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My Turn: GMO labeling won’t provide useful information

Last modified: 1/21/2014 5:11:00 PM
We hear a lot of comments and concerns from people on both sides of the debate about GMO labeling and House Bill 660, a bill that would require labeling of genetically engineered foods and agricultural commodities. And we get a lot of questions about the state Department of Agriculture’s position on the bill.

Advocates assert the public right to know what is in their food. It’s hard to argue with that sentiment. But what useful or verifiable information would the proposed labeling requirement provide? “Produced with Genetic Engineering” or “Partially Produced with Genetic Engineering” labels would merely convey the information that the food contains or may contain some ingredient from a crop that was derived through biotechnology. By whatever preferred name – biotechnology, genetic engineering, genetically modified – this describes a broad category of plant-breeding techniques. Each engineered plant variety is different – the label only identifies the use of GE, not the genetic traits or characteristics of the crop.

HB 660’s stated purpose is to “assist consumers who are concerned about the potential effects of genetic engineering on their health, beliefs and the environment to make informed purchasing decisions” and “reduce and prevent consumer confusion and inadvertent deception.”

Proponents most frequently express concerns about the risk of allergies to foods derived through genetic engineering. But the proposed labels will provide no useful information on specific genetic traits of the crop or crops.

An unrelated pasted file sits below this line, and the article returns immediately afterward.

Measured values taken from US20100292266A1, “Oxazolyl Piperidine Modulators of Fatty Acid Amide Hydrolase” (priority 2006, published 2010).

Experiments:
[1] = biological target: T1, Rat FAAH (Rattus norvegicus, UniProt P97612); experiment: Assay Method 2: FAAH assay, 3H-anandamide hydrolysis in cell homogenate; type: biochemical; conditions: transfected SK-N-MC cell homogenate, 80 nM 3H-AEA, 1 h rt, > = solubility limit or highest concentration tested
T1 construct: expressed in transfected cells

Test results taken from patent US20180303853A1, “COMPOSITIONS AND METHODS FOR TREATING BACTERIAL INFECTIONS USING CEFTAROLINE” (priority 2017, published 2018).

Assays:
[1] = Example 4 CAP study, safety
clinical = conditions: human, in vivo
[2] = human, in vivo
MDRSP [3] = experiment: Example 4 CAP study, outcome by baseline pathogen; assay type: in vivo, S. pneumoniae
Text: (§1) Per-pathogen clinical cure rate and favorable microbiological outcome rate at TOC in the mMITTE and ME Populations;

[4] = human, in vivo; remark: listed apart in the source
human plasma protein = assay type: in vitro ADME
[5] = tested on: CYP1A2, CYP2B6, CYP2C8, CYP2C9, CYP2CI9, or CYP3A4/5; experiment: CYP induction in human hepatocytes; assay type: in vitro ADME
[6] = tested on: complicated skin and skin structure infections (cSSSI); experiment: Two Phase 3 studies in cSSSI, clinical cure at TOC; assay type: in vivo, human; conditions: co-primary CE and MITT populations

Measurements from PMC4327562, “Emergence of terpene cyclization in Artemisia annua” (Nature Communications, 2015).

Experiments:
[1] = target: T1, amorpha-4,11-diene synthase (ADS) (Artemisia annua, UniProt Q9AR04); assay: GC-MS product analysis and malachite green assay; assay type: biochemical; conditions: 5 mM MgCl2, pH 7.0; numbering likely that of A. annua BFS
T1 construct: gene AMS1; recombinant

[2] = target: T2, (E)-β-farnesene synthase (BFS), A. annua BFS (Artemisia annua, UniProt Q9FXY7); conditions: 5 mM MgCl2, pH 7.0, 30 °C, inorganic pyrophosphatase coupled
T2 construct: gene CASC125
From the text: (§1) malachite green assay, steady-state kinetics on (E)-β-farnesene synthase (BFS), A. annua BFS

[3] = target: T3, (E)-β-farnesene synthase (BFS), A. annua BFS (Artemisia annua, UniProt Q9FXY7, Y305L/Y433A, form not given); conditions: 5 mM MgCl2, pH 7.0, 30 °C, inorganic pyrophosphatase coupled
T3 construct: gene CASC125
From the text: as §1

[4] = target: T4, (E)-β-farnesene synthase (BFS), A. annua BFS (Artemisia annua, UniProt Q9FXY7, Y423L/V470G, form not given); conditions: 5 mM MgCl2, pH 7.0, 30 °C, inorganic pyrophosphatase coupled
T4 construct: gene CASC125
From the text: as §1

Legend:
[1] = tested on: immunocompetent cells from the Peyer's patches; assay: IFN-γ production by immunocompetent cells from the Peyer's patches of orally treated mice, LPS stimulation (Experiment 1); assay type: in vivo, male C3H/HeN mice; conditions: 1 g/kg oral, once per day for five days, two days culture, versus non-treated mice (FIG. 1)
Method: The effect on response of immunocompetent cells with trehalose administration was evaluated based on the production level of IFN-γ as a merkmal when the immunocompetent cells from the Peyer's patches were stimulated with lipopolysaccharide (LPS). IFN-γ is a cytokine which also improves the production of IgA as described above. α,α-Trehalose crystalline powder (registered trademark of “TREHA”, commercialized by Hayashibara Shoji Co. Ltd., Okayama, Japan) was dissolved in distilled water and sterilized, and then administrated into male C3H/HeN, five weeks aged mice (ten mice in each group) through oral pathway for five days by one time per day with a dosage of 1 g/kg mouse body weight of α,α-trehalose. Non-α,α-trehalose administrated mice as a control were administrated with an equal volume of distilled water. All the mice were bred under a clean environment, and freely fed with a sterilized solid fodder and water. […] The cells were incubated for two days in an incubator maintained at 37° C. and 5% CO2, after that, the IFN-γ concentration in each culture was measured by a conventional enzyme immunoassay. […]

In testimony before a House subcommittee, geneticist and biotechnology advocate Val Giddings told the committee his son has life-threatening food allergies. He said although opponents of agricultural biotechnology claim it increases allergy risks, the reality is the opposite. Foods derived from biotechnology are the only foods screened for allergenicity, and genetic engineering methods allow for more precise transfer of specific genes, resulting in reduced risks. Genetically modified non-allergenic varieties of popular food plants such as peanuts and soy are being developed.

Labeling advocates claim GE crops have resulted in increased pesticide use. It’s true that use of the herbicide glyphosate has increased along with crops engineered for resistance – but most often replacing more toxic and/or persistent herbicides. Insect-resistant crops are engineered to incorporate Bt (Bacillus thuringiensis) proteins from a naturally occurring soil bacterium which has long been a popular insecticide with organic farmers and gardeners.

Widespread adoption of Bt crop varieties has yielded dramatic reductions in insecticides used on crops and soil. These are examples of environmental benefits derived from biotech crops, with more to come.

In an editorial in the September Miner Institute Report, Agronomist Ev Thomas notes that 90 percent or more of the corn and soybeans grown in the United States are biotech products. Sugar beets and canola are other typically biotech crops. Taken together, this means most of the vegetable oils and many sugars in our food supply are derived from GM crops. But processing of oils and sugars leaves no detectable proteins or DNA in the food product – so the genetically modified origin of the foods can not be detected or verified. What is the meaning of GM labels for these products?

Meanwhile, GMO labeling would likely have a “skull and crossbones effect” on consumers, leading people to assume that “Genetically Engineered” indicates inferior, unsafe or unhealthy products – despite the lack of evidence over the past two decades that biotech crops have been widely grown and consumed. If consumers and food manufacturers migrate to more GMO-free products, food costs will go up.

Few people challenge the extensive and growing use of genetic engineering in medicine and pharmaceuticals. Food and agriculture should not be asked to address today’s and future challenges with 100-year-old tools and science.

(Lorraine Merrill is the New Hampshire commissioner of agriculture, food and markets.)


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